author	 = {Kira Duwe},
	title	 = {{Simulation of Storage Tiering and Data Migration}},
	advisors	 = {Michael Kuhn},
	year	 = {2017},
	month	 = {09},
	school	 = {Universität Hamburg},
	type	 = {Master's Thesis},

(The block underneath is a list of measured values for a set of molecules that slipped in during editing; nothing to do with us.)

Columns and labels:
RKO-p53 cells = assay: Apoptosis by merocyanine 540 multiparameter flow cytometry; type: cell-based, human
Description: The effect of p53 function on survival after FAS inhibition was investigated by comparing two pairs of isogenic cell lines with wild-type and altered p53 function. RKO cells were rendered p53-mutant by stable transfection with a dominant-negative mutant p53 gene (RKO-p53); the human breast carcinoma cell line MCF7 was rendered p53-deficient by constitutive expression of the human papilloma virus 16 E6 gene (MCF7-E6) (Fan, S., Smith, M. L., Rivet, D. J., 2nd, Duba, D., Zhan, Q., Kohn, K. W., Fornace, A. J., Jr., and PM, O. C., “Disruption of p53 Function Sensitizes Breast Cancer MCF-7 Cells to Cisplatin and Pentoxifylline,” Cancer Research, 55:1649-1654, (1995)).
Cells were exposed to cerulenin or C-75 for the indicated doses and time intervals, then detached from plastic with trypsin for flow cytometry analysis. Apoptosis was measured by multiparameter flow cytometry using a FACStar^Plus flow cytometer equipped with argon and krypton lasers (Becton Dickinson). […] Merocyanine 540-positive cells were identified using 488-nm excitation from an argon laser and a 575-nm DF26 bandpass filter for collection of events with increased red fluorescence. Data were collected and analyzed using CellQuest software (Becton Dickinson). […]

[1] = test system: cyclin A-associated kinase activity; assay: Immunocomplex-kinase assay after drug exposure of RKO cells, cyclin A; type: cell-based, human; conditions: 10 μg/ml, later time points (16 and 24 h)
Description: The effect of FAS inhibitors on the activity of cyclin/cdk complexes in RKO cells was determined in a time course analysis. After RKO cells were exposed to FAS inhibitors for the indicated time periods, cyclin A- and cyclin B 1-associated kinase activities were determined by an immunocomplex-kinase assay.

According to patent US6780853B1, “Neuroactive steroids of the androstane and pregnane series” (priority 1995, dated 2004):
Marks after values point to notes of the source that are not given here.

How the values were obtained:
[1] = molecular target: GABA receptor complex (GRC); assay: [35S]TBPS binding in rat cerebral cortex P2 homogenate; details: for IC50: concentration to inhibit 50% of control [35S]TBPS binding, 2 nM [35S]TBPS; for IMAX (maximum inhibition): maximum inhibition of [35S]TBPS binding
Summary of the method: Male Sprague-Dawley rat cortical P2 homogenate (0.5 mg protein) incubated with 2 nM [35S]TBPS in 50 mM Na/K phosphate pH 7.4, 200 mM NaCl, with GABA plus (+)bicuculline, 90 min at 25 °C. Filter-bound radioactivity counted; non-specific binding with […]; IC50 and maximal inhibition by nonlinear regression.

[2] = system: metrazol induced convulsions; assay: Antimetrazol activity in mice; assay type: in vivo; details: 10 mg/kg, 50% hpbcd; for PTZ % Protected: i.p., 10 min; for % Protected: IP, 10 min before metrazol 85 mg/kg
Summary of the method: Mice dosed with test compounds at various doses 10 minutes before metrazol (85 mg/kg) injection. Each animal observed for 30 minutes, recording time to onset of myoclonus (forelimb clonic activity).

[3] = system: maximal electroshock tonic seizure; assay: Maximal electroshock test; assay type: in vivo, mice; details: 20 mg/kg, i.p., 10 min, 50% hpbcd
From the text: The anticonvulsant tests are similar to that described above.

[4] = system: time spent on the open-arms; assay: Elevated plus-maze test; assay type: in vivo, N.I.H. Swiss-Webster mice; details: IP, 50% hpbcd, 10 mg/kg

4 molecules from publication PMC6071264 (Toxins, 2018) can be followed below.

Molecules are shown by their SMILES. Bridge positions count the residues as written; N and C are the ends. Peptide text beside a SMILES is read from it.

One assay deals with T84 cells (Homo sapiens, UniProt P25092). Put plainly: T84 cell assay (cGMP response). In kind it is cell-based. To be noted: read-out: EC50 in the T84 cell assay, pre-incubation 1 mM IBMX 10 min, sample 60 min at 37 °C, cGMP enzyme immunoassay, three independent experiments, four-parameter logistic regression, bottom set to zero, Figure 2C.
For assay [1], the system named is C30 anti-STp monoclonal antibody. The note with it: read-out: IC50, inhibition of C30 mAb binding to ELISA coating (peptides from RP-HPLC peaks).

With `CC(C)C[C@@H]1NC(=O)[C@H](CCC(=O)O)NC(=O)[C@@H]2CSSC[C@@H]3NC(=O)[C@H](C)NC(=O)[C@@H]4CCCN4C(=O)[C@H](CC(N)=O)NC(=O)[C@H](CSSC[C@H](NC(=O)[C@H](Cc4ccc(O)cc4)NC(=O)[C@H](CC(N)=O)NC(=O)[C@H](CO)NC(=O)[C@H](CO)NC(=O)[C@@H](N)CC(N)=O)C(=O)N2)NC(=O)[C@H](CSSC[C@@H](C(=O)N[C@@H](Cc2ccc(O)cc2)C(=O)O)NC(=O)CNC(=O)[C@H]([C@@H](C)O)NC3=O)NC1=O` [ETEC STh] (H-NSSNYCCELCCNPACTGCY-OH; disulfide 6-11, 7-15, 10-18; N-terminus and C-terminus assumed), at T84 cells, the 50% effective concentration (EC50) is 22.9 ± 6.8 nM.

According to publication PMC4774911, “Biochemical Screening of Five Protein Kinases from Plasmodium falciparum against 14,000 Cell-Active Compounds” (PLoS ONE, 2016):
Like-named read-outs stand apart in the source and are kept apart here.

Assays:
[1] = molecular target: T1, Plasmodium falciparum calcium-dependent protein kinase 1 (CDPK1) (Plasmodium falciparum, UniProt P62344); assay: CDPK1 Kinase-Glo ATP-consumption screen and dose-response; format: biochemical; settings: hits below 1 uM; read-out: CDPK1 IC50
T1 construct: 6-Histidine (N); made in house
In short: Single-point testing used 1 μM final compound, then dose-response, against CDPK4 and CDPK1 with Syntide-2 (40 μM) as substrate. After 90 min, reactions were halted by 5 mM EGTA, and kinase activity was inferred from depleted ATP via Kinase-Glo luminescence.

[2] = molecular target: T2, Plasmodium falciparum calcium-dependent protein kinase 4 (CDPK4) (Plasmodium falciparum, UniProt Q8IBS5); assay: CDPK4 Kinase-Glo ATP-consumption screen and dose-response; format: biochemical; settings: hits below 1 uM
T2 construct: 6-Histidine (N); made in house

abstract	 = {The ever-present gap between the growth of computational power in contrast to the capabilities of storage and network technologies makes I/O the bottleneck of a system. This is especially true for large-scale systems found in HPC. Over the years a number of different storage devices emerged each providing their own advantages and disadvantages. Fast memory elements such as RAM are very powerful but come with high acquisition costs. With limited budgets and the requirement for long-term storage over several decades, a different approach is needed. This led to a hierarchical structuring of different technologies atop of one another. While tape systems are capable of preserving large amounts of data reliably over 30 years, they are also the most affordable choice for this purpose. They form the bottom layer of the hierarchy, whereas high-throughput and low-latency devices like non-volatile RAM are located at the top. As the upper layers are limited in capacity due to their price, data migration policies are essential for managing the file movement between the different tiers in order to maximise the system’s performance. Since data loss and downtime are a concern, these policies have to be evaluated in advance. Simulations of such hierarchical storage systems provide an alternative way of analysing the effects of placement strategies. Although there is consent that a generic simulator of diverse storage systems able to represent complex infrastructures is indispensable, the existing proposals lack a number of features. In this thesis, an emulator for hierarchical storage systems has been designed and implemented supporting a wide range of existing and future hardware as well as a flexible topology model. A second library is conceptualised on top offering a file handling interface to the application layer as well as a set of data migration schemes. Only minor changes are required to run an application on the emulated storage system. The validation shows a maximum performance of both libraries in the range of 7 to 9 GB per second when executed in RAM. Analysing the impact of the used block size lead to the recommendation to use at least 100 kB in order to maximise the resulting performance.},